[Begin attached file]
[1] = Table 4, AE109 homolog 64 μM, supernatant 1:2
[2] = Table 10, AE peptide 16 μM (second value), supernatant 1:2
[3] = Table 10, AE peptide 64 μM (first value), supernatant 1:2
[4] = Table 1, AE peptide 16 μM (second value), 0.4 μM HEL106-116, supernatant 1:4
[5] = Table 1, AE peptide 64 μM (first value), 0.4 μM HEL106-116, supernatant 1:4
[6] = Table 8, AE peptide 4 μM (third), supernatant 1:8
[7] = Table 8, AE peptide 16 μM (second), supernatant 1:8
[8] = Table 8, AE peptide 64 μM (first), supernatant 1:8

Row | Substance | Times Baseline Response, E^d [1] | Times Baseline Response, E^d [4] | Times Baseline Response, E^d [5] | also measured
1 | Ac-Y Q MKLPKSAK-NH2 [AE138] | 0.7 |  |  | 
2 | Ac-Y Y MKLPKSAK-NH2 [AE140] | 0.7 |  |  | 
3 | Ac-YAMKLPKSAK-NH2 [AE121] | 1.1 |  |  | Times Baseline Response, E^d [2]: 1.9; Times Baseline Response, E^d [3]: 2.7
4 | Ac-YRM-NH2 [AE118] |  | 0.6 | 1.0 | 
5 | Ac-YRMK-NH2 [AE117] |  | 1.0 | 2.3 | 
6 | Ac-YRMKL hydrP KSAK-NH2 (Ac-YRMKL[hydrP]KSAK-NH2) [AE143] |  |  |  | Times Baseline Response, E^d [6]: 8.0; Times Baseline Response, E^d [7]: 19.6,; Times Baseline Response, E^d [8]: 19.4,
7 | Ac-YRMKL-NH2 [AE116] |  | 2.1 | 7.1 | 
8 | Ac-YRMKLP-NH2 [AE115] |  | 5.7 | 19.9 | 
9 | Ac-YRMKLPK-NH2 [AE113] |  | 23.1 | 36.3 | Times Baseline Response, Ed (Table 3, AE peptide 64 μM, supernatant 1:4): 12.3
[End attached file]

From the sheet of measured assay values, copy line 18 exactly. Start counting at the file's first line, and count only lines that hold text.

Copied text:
9 | Ac-YRMKLPK-NH2 [AE113] |  | 23.1 | 36.3 | Times Baseline Response, Ed (Table 3, AE peptide 64 μM, supernatant 1:4): 12.3